Neglected tropical diseases (NTDs) are a group of treatable and preventable diseases which affect over 1.6 billion people in the world’s most marginalized and remote communities. You might not have heard of them as NTDs, but you may have heard of them by their individual names: leprosy, dengue, rabies, intestinal worms or elephantiasis among others.
NTDs are both a consequence and cause of poverty, thriving where access to clean water, sanitation and healthcare are limited. NTDs disable, disfigure, stigmatize, and sometimes kill – keeping children out of school, adults out of work and affected individuals with lifelong disability.
Who is the Canadian Network for NTDs, and what are our key priorities?
The Canadian Network for NTDs (CNNTD) is a vibrant network of interested Canadian researchers, program managers, interested individuals and organizations who mobilize Canadian action to end suffering from NTDs. Our mission is to generate interest and support from the Canadian public about NTDs, and advocate for the elimination of NTDs to be a key part of Canada’s global health priorities.
Compared to HIV/AIDS, malaria, and tuberculosis, NTDs are overlooked globally, accounting for low levels of overseas development assistance for health. Financial support for research and development for NTDs significantly lags behind AIDS and other better-known diseases.
Canadian researchers and NGOs are an integral part of the global NTD and public health community, representing Canadian leadership on the global stage. Canada’s commitment and experience in women’s and girls’ health is a highly valued contribution to the global NTD community. Canadian researchers are world-leaders in their field and undertake NTD research in at least 30 NTD endemic countries around the world. Closer to home, Canadian NTD researchers also work on pharmaceutical development and the relationship between human, animal, and environmental health.
Like everyone, over the past few months we’ve been focussing on adjusting our work environments and schedules and thinking about our work program in light of COVID-19. More than ever, we see that a focus on NTDs in research and health programming is important in helping everyone build back better from COVID-19.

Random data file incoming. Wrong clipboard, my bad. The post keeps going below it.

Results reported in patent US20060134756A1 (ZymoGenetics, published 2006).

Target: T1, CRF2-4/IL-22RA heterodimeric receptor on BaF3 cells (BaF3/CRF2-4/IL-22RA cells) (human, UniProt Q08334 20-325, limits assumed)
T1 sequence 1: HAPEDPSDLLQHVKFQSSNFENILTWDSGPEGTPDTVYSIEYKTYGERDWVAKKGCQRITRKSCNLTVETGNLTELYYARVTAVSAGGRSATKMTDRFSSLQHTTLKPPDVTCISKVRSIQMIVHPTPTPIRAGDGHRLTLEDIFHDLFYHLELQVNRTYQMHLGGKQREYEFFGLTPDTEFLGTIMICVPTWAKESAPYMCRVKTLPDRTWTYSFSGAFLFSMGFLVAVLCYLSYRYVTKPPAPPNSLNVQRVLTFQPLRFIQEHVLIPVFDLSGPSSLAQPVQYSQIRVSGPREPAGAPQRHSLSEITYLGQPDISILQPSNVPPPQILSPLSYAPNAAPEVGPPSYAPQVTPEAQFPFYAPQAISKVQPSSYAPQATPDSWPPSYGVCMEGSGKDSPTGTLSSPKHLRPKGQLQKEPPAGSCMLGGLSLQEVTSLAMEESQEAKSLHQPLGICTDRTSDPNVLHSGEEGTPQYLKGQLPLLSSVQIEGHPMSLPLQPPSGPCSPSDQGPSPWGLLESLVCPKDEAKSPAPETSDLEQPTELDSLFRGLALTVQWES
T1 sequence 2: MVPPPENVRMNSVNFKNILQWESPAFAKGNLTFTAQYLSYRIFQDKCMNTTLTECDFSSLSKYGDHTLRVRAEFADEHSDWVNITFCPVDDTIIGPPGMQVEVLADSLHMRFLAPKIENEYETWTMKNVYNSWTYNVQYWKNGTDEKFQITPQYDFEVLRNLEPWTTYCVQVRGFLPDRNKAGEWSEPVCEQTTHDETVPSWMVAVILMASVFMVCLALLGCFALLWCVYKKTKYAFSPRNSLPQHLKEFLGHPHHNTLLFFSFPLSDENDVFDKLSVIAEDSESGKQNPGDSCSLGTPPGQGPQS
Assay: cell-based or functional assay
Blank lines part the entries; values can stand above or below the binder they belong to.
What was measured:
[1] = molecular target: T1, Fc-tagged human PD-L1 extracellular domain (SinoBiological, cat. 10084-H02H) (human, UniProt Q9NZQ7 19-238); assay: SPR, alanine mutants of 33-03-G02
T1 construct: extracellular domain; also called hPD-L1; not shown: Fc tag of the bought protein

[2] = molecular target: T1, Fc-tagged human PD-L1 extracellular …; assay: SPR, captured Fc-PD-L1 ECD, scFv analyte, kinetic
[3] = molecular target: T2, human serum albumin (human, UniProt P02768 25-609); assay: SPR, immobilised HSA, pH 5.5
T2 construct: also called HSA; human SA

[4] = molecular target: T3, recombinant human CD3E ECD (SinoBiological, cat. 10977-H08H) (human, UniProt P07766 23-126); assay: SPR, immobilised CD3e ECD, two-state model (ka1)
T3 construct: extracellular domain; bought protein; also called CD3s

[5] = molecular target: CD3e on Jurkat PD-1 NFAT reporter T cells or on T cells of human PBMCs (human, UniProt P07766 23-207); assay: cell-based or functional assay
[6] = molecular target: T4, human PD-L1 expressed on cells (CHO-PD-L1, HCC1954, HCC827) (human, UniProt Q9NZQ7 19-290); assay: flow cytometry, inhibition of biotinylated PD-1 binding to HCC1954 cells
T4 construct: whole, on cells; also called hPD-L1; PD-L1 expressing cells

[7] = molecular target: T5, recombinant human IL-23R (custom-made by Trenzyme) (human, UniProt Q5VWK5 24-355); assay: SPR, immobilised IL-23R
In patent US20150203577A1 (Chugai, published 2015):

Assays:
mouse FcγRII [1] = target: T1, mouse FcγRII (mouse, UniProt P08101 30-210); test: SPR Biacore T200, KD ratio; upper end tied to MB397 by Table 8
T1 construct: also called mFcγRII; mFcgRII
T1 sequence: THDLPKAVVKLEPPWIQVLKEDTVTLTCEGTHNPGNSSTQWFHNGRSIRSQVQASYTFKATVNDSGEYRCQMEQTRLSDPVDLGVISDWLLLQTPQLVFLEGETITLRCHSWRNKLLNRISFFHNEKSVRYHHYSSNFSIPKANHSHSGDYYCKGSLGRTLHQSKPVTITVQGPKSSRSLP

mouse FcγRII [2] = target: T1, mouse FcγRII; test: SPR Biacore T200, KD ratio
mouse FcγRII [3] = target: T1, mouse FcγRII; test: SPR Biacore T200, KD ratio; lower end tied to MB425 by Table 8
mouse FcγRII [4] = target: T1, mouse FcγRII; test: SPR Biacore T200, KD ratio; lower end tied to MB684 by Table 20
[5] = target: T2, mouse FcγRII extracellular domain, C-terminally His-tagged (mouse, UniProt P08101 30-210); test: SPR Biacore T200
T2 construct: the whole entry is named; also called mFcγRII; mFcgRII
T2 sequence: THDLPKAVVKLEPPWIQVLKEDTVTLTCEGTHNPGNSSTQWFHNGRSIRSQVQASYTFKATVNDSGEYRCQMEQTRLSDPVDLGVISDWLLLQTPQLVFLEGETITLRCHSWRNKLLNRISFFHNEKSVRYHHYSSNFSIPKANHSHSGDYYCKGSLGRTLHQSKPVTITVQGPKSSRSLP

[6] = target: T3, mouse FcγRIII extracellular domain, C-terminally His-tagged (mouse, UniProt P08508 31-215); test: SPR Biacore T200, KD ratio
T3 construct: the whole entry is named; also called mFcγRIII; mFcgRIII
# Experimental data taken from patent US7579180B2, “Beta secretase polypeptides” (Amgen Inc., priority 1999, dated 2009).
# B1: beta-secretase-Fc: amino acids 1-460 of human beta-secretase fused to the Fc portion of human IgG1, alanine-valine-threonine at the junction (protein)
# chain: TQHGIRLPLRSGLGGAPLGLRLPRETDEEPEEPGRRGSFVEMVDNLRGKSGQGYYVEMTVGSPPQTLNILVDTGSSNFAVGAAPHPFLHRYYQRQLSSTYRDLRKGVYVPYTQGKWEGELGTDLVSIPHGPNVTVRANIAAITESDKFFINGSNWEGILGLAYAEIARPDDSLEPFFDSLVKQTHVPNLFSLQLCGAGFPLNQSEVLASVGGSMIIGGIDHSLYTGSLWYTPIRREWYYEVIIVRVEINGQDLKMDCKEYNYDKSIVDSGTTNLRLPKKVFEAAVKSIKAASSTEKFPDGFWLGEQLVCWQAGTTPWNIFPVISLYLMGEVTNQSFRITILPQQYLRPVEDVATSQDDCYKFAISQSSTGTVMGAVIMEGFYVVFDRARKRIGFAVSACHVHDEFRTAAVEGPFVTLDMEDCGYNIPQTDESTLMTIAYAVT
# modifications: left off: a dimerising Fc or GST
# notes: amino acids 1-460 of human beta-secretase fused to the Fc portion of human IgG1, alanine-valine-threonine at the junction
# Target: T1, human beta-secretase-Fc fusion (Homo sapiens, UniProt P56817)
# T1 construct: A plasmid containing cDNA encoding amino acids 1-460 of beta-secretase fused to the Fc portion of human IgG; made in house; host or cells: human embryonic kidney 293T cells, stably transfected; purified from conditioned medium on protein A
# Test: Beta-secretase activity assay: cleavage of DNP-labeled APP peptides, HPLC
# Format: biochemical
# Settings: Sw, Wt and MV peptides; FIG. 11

One of our key priorities has been supporting the World Health Organization’s (WHO) prioritisation of NTDs within the global health agenda. A significant policy to guide NTD work over the next ten years is the WHO NTD road map 2021-2030 will be launched later in the year. At its heart, it seeks to promote resilience, health system strengthening, integration, equity and country ownership to power progress toward the control and elimination of NTDs by 2030.
Highlighting Canadians on the world stage
Across the latter half of 2020, WHO alongside the NTD global community, has been hosting a series of webinars on the road map and its cross-cutting themes. The aims of the webinar series are to make innovation, development and research a key focus, guide actions that build stronger primary and community health care, foster integrated approaches that yield better health outcomes, and to keep country ownership, people and communities at the centre.
Between June and August, CNNTD celebrated progress and research on NTDs as part of a series of webinars:
- Neglected tropical diseases and COVID-19: Why we need the new NTD road map more than ever.
- Sustainability and resilient health systems: How the NTD road map will contribute to sustainable and resilient health systems.
- How can the youth advocate for and contribute to achieving the NTD road map targets?
Canadians Alison Krentel and Priscilla Pangan, joined others in the global community to talk about how Canadian youth have been engaged for NTD action at the webinar on focussed on youth and the 2030 NTD road map targets.
We’re looking forward to continuing the conversation and highlighting Canadian achievements in the upcoming series of webinars. Themes of the upcoming webinars which will be of interest to Canadians include:
- How WASH will serve as a crucial pillar in accelerating and sustaining progress towards the 2030 targets.
- How innovation can be fostered in the post-COVID-19 environment and the innovation needed against NTDs to reach the 2030 targets.
- How a One Health and Global Vector Control Response approach can be used to help reach the 2030 targets.
We’re excited to share the progress towards the launch of the new road map with the Canadian research community. CNNTD is open to new individual and organization members. Joining our network is free. Benefits of membership include:
- Connect with the people, researchers and organizations that share your passion for the place of NTDs in the global health conversation.
- Receive regular updates about funding opportunities, new research, and news and events related to NTDs in Canada and across the world.
- Receive invitations to Canadian and global NTD and global health events.
- Opportunity to become a member of our Steering Committee.
- Work with us to develop new initiatives and have your say on our policy and advocacy activities.
- Access technical resources on NTDs.
- Nominate a person to become our Student and Young Professionals Ambassador.
- Recognition on our website and at our events.
We encourage you to check out our website, follow our news and updates on Twitter, Facebook and our mailing list. We look forward to sharing more news of our activities and opportunities to get involved with these Canadian tackling global health goals.
Photo Credits: effect: hope